Impact of water table fluctuations on the seasonal effectiveness of the pump-and-treat remediation in wet–dry tropical regions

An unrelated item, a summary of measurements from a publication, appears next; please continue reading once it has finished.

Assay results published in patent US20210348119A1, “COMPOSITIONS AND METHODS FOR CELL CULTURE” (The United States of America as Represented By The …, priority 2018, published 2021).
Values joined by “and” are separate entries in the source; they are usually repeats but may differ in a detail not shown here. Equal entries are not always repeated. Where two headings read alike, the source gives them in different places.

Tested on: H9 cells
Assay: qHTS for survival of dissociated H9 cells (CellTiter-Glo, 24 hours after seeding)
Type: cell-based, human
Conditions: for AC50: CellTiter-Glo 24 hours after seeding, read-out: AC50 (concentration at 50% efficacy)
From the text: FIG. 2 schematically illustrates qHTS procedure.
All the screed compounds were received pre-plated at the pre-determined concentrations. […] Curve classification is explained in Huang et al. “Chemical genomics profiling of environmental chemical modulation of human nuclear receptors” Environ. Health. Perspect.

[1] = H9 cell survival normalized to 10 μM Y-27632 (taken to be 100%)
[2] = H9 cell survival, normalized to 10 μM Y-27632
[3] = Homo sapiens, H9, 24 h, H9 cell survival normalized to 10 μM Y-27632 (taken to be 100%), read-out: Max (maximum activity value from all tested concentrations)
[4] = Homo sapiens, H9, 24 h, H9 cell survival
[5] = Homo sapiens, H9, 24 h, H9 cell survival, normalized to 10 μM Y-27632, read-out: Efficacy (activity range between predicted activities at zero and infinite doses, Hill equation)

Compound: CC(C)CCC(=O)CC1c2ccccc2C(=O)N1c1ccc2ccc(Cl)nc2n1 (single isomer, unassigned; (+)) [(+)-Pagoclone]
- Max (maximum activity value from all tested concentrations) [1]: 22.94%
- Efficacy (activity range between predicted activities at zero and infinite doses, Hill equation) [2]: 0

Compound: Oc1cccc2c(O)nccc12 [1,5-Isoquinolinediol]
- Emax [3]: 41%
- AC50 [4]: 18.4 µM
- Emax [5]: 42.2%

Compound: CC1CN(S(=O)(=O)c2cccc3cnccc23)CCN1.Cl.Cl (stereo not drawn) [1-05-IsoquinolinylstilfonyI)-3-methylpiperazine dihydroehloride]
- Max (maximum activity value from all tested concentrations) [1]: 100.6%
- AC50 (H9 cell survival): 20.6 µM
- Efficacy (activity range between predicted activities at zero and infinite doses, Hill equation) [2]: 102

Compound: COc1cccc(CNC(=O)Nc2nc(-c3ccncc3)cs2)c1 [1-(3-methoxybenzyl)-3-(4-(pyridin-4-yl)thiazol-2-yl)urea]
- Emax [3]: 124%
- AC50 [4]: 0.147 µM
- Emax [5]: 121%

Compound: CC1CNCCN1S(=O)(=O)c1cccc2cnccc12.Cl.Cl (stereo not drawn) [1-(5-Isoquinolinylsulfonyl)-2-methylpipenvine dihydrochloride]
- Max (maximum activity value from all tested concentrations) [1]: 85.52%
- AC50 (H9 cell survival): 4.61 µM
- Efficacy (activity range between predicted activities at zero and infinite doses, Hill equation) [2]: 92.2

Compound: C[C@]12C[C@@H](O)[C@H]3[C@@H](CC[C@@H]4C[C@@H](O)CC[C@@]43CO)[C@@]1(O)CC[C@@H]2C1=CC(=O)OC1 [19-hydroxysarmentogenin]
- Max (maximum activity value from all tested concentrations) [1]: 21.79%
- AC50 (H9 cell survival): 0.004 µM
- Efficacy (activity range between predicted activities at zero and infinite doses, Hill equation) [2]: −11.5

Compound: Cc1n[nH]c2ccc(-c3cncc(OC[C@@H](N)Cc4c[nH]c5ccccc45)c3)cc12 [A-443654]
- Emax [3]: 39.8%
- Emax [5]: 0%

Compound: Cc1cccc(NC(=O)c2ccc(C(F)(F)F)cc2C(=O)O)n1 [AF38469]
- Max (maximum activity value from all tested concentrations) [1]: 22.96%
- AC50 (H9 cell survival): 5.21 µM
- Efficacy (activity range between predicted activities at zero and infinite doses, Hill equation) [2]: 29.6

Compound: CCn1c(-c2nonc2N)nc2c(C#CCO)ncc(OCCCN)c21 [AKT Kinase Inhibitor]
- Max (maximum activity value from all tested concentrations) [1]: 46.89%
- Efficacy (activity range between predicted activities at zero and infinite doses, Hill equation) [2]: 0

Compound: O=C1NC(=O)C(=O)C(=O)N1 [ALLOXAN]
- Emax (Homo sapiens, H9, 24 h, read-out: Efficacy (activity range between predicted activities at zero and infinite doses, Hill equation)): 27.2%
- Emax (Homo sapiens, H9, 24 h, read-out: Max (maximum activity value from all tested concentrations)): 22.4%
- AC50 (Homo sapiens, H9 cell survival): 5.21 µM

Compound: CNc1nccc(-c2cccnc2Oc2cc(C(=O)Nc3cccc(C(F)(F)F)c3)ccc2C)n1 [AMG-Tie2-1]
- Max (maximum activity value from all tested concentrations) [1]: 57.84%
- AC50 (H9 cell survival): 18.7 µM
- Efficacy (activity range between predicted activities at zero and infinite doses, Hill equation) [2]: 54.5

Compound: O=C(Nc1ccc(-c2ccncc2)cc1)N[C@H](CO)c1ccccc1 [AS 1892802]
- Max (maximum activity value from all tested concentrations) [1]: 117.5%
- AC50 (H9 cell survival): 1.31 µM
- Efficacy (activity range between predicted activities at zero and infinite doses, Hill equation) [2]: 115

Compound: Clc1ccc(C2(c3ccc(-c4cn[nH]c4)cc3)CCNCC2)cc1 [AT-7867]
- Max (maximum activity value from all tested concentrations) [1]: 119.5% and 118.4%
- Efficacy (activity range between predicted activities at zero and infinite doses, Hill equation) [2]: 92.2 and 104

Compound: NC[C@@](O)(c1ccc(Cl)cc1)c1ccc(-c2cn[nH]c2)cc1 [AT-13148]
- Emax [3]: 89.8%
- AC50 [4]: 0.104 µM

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The pump-and-treat (P&T) method is a common remediation approach that is used to mitigate occurrences of hydrocarbon contamination. In a well-studied site that had been contaminated by a large volume of jet fuel, continuous monitoring of the water table and floating phase thickness revealed the most significant process governing the effectiveness of the site’s active remediation system. The floating phase thickness recorded in the wells monitored varied greatly (> 0.50 m) and was negatively correlated with the water table level. Although the dependence of light non-aqueous phase liquid (LNAPL) thickness on water table fluctuations is widely recognized, LNAPL recovery, which is governed by alternating cycles of LNAPL release and entrapment in pore spaces, has been poorly described. Thus, we present a specific case in which LNAPL recovery is expected only episodically, when the water table falls sufficiently. In the period spanning from 2006 to 2008, LNAPL remediation recovered nearly 180 m3 of oil. In later years, the volume of recovered LNAPL declined and ceased between 2010 and 2014, when the water table rose. Importantly, our research demonstrates that the P&T remediation approach is solely effective during a period of 4 months in dry years. Thus, cleanup methods and contaminated site management strategies should be reconsidered.